·            My colleague Julie Moynihan had this to say about it: Clay tablet is a Sitecore integrated module that provides the ability to send items to an external system/ vendor for translation.  Translation can be batched and multiple types of translation (machine, human) or multiple vendors.  The items are placed into a workflow and sent through the Clay tablet system to the translation vendor.  Clay tablet works with the translation vendor regarding integration with their software.  Items are then returned through Sitecore and placed back into workflow.

      • Item Translator: Sitecore Marketplace Module

                                                                           ·            http://marketplace.sitecore.net/en/Modules/Item_Translator.aspx

                                                                           ·            I haven't used this myself, however it seems pretty cool.  It leverages the Google translate functionality.  The content author will click a button and it will translate the content.  Granted, Google translate is not perfect, but it could be a good starting point (and it's free).

 

                 ix.Custom Language Registration

                                       ·      My coworker Summit Phadke recommended that I include the following information since he had to implement this for one of our clients as well.

                                       ·      When you add a new language to Sitecore, in /sitcore/system/language, it allows you to either choose from a pre-defined language culture, or you can enter your own.  If you decide to enter your own, you can specify the code for Language and optionally a code for Culture

                                       ·      At this point you decide you want a language specifically for German in the United State, so you enter 'de' and 'US' in the language and Culture code fields.

      • Or maybe you want to make up a culture that represents a region, eg: 're' for the language, meaning region, and 'Asia' for the culture.

                                       ·      You submit and are presented with a message telling you that it is not a valid option

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  • The problem is that Sitecore is limited to using what the .NET framework already has registered on the server/computer you are running the site on.
  • Therefore, you must register the new custom language on the server/computer first.
  • WARNING: This will need to be done on ALL servers that this application will ever live on, and must be considered when deciding if you indeed want to use a custom language/culture.  Will you want to do that or even be able to do that?
  • ADDITIONALLY, if you use custom cultures, you will need to tweak any code that you may have written to set the culture within the application (see Other Cultural Considerations above).  .NET won't know how to format text, currency, dates, etc if the culture is custom, so you'll need to figure out a way to default it to something else.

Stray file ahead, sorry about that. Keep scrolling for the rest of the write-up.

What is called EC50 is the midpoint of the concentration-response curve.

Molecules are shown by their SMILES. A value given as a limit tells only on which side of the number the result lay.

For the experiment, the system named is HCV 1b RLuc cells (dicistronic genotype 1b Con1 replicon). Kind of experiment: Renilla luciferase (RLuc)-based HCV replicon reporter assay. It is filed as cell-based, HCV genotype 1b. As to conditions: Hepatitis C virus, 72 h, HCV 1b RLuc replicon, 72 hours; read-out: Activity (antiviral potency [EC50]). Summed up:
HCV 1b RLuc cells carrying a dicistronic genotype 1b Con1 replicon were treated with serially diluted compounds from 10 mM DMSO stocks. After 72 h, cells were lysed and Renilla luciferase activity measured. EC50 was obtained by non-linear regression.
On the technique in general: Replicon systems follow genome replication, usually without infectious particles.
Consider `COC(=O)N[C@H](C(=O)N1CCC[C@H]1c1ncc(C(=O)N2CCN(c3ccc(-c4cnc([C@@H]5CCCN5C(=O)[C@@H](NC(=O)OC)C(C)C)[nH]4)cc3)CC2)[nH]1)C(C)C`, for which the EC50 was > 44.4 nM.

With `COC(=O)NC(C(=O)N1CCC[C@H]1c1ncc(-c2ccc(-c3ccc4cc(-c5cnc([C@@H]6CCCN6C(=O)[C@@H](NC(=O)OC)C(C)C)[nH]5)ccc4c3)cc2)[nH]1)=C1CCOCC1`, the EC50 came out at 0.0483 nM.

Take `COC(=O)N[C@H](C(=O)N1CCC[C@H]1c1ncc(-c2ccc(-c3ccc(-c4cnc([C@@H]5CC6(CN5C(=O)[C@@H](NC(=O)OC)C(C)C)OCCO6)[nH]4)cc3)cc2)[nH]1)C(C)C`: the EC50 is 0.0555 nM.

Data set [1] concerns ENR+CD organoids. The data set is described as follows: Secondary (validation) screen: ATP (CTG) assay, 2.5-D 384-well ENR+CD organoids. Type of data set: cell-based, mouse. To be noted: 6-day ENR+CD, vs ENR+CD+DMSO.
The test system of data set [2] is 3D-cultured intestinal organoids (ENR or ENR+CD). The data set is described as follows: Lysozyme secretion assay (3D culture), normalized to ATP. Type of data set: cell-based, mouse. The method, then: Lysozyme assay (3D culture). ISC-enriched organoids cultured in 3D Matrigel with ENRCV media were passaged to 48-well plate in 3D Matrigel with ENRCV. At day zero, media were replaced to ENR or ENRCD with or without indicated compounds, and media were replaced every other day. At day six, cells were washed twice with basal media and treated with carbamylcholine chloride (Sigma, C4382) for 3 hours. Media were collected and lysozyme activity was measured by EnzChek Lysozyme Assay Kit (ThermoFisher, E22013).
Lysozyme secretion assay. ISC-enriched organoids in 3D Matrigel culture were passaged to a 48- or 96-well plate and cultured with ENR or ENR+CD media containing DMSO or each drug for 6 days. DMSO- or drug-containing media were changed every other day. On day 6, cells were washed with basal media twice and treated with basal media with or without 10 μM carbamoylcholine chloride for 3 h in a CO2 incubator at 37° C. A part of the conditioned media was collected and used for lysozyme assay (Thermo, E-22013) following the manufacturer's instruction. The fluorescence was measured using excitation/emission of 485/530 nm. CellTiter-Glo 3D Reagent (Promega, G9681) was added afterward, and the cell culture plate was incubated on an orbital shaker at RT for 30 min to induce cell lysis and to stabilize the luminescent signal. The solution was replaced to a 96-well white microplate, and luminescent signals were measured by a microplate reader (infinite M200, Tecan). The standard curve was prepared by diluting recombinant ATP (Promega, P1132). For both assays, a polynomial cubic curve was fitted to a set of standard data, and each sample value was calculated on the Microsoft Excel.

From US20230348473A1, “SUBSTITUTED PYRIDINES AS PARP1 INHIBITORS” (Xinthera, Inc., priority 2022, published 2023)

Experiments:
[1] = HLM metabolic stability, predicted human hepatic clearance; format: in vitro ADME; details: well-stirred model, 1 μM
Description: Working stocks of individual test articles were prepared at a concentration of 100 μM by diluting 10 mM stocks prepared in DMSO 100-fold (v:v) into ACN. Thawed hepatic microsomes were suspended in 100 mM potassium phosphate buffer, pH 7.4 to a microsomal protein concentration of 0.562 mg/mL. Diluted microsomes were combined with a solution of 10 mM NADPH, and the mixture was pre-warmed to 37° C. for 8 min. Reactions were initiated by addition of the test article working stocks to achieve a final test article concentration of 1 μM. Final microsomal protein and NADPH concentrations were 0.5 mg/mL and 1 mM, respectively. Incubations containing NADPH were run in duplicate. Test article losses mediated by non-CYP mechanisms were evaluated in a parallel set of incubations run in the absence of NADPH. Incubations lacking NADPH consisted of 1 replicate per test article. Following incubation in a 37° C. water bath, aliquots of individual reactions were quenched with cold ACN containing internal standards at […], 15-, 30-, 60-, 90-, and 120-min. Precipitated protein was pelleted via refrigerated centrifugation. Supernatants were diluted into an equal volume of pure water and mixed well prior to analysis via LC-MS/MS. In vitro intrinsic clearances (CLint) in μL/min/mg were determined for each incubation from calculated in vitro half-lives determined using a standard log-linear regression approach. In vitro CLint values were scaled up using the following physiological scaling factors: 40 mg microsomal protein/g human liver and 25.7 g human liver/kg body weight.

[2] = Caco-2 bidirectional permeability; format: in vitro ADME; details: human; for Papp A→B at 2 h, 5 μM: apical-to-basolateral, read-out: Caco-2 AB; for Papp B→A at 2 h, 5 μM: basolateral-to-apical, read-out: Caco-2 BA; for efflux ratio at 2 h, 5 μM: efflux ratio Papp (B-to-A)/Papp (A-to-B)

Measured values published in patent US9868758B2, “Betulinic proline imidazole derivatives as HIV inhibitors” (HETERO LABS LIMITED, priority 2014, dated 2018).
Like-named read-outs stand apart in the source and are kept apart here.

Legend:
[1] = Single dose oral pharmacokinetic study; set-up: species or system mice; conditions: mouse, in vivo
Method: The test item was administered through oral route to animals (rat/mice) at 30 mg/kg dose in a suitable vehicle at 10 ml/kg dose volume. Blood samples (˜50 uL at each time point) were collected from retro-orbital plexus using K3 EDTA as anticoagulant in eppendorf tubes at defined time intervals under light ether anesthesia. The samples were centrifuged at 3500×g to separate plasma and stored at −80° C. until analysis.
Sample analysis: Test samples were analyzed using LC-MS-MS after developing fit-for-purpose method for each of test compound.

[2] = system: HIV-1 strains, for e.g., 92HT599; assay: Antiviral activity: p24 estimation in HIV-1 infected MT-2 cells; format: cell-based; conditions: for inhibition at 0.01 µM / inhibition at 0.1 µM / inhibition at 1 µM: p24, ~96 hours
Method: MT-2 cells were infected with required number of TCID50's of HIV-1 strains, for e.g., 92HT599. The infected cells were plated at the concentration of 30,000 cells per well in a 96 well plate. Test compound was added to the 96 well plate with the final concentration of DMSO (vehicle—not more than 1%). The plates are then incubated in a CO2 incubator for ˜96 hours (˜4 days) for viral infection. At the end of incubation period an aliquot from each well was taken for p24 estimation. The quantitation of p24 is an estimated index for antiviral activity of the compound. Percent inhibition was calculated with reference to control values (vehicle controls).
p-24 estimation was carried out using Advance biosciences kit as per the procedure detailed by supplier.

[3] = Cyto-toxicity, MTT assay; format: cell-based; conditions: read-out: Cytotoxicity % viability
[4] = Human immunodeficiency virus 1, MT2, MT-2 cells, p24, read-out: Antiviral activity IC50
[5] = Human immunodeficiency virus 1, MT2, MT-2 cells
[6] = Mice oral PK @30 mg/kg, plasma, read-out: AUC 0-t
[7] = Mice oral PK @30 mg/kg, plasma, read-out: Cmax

• If you decide this is something you want to do, then there is a Sitecore Marketplace tool for this:
    • It contains an exe file (and the source code) for a windows app
    • You run the exe file and it will open the app:
    • You can pick from pre-defined languages or set everything custom, including Names, ISO, Region Info, and Currency Info
    • Finally click Register
    • You also have the option to Unregister
    • Fallback

 

 

This brings me to the end of my blog series on Partial Language Fallback in conjunction with multilingual strategy in Sitecore websites.  I hope that after reading through all the posts, you have a comprehensive understanding of how Alex Shyba's Partial Language Fallback Module should be installed and configured, what to consider when deciding to enforce language version presence, and additional updates to ensure fallback works with the dictionary and Advanced Database Crawler.  And now at your disposal are several tools to make it easier to work with multilingual sites using fallback, including the Language Migration Tool and Language Fallback Report Tool.

 

Link to Resources:

https://github.com/Verndale-Corp/Sitecore-Misc-Multilingual

https://github.com/Verndale-Corp/Sitecore-Fallback-FullDemo

 

  • Hi Elizabeth,  first of all, thank you for this very helpful post. But in my opinion, one detail is missing in a multilingual solution. Above you described two important config changes: languageEmbedding="always" and useDisplayName="true" With these attributes, we are able to create language specific url's like <host>/en-us/company or <host>/es-es/empresa With Alex Shyba's FallbackProvider, it is possible to render pages with no content, if they have a fallback to a language with content, e.g. /en-ca has a fallback to /en-us. Now, the attribute "useDisplayNames" will not be used, because en-ca has no value in "__DisplayName"-field and the fallback of en-us is not used. This ends up in different urls for /en-ca and /en-us.  I hope, you understand my explanations. Do you have any idea, how to solve this issue?  Thanks in advance and best regards Fabian

  • To be honest, we don't often use the Display Name, so although I would have thought theoretically it should function as expected, I can't speak to the specific issue.  For sure if we run into an answer, I will post it here.